The Stages of Withdrawal From Drugs and Alcohol

Just as addiction to drugs and alcohol itself has consequences and repercussions, so too does recovery, or at least the start of it.

Arguably the hardest hurdle for any addict to clear is the detox. Your body has grown so utterly accustomed to substances flowing through your system that the moment you cut the supply it throws everything into chaos.

That chaos has a name: withdrawal.

The cost of entry to the promised land of recovery is having to deal with withdrawal and its effects. To be blunt about it because there’s really no sense in beating around the bush, it isn’t pleasant.

Think of the word “detox” – detoxification – the very idea of it is that your body is filled with toxins that need to be gotten rid of and it doesn’t happen with the snap of a finger.

It’s a process and there are stages of withdrawal.

What Is Withdrawal From Drugs and Alcohol?

Withdrawal is all the things you experience, both mentally and physically, when you stop using drugs and/or alcohol or even when you just reduce the amount you’re taking.

After sustained and regular use of substances, your body grows accustomed to them being there and pumping through your brain. It becomes your “normal” and in a very real sense you’re dependent on the drugs or drinks to keep you feeling that version of normal.

It’s instructive to look at the definition of addiction here, “addiction is defined as a chronic, relapsing disorder characterized by compulsive drug seeking and use despite adverse consequences. It is considered a brain disorder because it involves functional changes to brain circuits involved in reward, stress, and self-control. Those changes may last a long time after a person has stopped taking drugs”.

You’ve literally become wired to use and withdrawal is the effect of breaking that circuit by cutting off the supply of reward-inducing substances.

Each person has their own experience with withdrawal and some substances have different manifestations but in general, the common symptoms are:

  • Nausea
  • Vomiting
  • Muscle and bone pain and aches
  • Fatigue
  • Sweating
  • Congestions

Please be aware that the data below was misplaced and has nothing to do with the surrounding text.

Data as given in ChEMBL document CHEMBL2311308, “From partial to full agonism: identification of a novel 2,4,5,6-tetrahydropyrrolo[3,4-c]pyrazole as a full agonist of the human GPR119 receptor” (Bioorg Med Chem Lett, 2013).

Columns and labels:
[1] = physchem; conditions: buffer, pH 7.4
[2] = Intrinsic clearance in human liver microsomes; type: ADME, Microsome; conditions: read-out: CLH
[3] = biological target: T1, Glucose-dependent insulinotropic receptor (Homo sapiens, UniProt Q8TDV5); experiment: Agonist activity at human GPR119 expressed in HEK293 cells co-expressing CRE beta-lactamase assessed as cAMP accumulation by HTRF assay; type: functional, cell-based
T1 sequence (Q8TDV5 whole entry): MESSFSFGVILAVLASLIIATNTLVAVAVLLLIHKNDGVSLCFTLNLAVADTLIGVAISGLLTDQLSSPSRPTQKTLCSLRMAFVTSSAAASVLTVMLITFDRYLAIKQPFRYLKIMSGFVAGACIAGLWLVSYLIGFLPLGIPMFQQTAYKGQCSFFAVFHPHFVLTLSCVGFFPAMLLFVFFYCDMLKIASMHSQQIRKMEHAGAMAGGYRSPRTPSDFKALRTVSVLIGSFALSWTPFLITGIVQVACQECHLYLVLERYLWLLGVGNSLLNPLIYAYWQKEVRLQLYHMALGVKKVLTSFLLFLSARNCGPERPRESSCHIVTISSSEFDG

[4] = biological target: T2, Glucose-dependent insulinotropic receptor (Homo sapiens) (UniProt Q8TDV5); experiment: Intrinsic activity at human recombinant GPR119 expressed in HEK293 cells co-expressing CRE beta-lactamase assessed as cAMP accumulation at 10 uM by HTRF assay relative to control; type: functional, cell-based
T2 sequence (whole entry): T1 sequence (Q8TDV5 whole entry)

• Mood swings
  • Irritability
  • Paranoia
  • Confusion
  • High temperature and/or chills
  • Changes in appetite
  • Intense cravings for the substance
  • Panic attacks
  • Insomnia and restlessness
  • Tremors and shaking
  • Headaches
  • Heart palpitations
  • Diarrhea 
  • Anxiety

As you can see, it’s not the most enjoyable experience.

Additionally, withdrawal can actually be deadly, the most notable example being alcohol.

Serious alcohol abuse over a long period can lead to symptoms of severe alcohol withdrawal that include “profound confusion, autonomic hyperactivity, and cardiovascular collapse”. This is known as delirium tremens (DTs) and “has an anticipated mortality of up to 37% without appropriate treatment. It is crucial to identify early signs of withdrawal because it can become fatal”.

Withdrawal from benzos and opioids comes with dangers as well which is why it’s important to detox under the supervision of medical experts and guidance of addiction specialists to make sure you stay safe and as comfortable as possible given the circumstances.

Are There Stages of Withdrawal? 

Withdrawal does occur in stages and notably, the timelines for various substances are different. Nonetheless, the phases themselves mainly break down as follows:

Onset of Withdrawal

This can be anywhere from a few hours with alcohol to a couple of days for long-acting opioids.

Peak of Symptoms

Alcohol withdrawal symptoms will typically peak the quickest, generally with 1 to 2 days. On the flipside, symptoms from benzo withdrawal may peak in 2 weeks.

Tapering of Symptoms

After the peak, symptoms slowly dissipate over the course of the following days or weeks.

Post-Acute Withdrawal Syndrome

The above stages of withdrawal are collectively known as “acute withdrawal” and are short-term. Post-Acute Withdrawal Syndrome (PAWS) can happen weeks into recovery or even months later with symptoms lingering for over a year potentially. It involves mainly the mental and emotional symptoms of withdrawal, not the physical ones.

Withdrawal isn’t necessarily easy but it is doable with support and assistance from trained professionals and getting past it is a huge step on the journey of recovery. If you’re worried about withdrawal or have questions about it, reach out to us at Valley Recovery Center and we’ll be happy to walk you through it.


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